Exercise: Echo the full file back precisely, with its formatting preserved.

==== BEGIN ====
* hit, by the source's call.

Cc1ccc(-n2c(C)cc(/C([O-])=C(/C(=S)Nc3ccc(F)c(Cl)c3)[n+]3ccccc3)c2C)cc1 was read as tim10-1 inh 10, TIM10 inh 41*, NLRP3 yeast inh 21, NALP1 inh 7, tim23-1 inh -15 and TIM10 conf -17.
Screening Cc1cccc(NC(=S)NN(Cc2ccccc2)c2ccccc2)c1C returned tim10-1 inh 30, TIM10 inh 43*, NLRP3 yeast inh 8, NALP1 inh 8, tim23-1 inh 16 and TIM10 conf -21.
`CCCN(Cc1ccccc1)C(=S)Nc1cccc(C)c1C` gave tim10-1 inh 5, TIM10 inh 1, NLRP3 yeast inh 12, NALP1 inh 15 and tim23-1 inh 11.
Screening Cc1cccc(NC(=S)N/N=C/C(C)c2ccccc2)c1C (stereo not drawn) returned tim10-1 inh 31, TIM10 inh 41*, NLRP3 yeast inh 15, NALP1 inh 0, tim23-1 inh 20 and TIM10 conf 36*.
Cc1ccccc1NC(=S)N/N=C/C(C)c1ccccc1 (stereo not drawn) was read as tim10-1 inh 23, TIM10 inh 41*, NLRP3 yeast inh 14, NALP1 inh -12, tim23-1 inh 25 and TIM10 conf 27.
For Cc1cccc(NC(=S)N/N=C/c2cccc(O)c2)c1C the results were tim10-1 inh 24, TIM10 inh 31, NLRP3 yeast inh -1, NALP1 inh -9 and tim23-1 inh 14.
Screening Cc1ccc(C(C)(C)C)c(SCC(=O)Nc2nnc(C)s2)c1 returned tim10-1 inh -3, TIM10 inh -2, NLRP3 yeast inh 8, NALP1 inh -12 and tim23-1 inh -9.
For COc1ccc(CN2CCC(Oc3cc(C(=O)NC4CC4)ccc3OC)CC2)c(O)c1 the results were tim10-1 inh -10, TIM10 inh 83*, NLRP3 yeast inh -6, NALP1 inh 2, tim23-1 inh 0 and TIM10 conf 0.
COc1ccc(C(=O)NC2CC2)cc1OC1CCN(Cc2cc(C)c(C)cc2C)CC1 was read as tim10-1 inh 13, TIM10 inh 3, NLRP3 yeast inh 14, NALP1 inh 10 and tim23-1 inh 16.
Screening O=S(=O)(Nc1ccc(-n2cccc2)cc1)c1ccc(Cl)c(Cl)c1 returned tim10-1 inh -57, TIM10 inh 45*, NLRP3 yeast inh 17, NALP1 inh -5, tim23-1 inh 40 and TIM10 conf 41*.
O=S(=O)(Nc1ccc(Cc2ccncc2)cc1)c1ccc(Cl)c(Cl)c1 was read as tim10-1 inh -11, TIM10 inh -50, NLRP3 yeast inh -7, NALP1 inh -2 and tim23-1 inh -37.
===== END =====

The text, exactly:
* hit, by the source's call.

Cc1ccc(-n2c(C)cc(/C([O-])=C(/C(=S)Nc3ccc(F)c(Cl)c3)[n+]3ccccc3)c2C)cc1 was read as tim10-1 inh 10, TIM10 inh 41*, NLRP3 yeast inh 21, NALP1 inh 7, tim23-1 inh -15 and TIM10 conf -17.
Screening Cc1cccc(NC(=S)NN(Cc2ccccc2)c2ccccc2)c1C returned tim10-1 inh 30, TIM10 inh 43*, NLRP3 yeast inh 8, NALP1 inh 8, tim23-1 inh 16 and TIM10 conf -21.
`CCCN(Cc1ccccc1)C(=S)Nc1cccc(C)c1C` gave tim10-1 inh 5, TIM10 inh 1, NLRP3 yeast inh 12, NALP1 inh 15 and tim23-1 inh 11.
Screening Cc1cccc(NC(=S)N/N=C/C(C)c2ccccc2)c1C (stereo not drawn) returned tim10-1 inh 31, TIM10 inh 41*, NLRP3 yeast inh 15, NALP1 inh 0, tim23-1 inh 20 and TIM10 conf 36*.
Cc1ccccc1NC(=S)N/N=C/C(C)c1ccccc1 (stereo not drawn) was read as tim10-1 inh 23, TIM10 inh 41*, NLRP3 yeast inh 14, NALP1 inh -12, tim23-1 inh 25 and TIM10 conf 27.
For Cc1cccc(NC(=S)N/N=C/c2cccc(O)c2)c1C the results were tim10-1 inh 24, TIM10 inh 31, NLRP3 yeast inh -1, NALP1 inh -9 and tim23-1 inh 14.
Screening Cc1ccc(C(C)(C)C)c(SCC(=O)Nc2nnc(C)s2)c1 returned tim10-1 inh -3, TIM10 inh -2, NLRP3 yeast inh 8, NALP1 inh -12 and tim23-1 inh -9.
For COc1ccc(CN2CCC(Oc3cc(C(=O)NC4CC4)ccc3OC)CC2)c(O)c1 the results were tim10-1 inh -10, TIM10 inh 83*, NLRP3 yeast inh -6, NALP1 inh 2, tim23-1 inh 0 and TIM10 conf 0.
COc1ccc(C(=O)NC2CC2)cc1OC1CCN(Cc2cc(C)c(C)cc2C)CC1 was read as tim10-1 inh 13, TIM10 inh 3, NLRP3 yeast inh 14, NALP1 inh 10 and tim23-1 inh 16.
Screening O=S(=O)(Nc1ccc(-n2cccc2)cc1)c1ccc(Cl)c(Cl)c1 returned tim10-1 inh -57, TIM10 inh 45*, NLRP3 yeast inh 17, NALP1 inh -5, tim23-1 inh 40 and TIM10 conf 41*.
O=S(=O)(Nc1ccc(Cc2ccncc2)cc1)c1ccc(Cl)c(Cl)c1 was read as tim10-1 inh -11, TIM10 inh -50, NLRP3 yeast inh -7, NALP1 inh -2 and tim23-1 inh -37.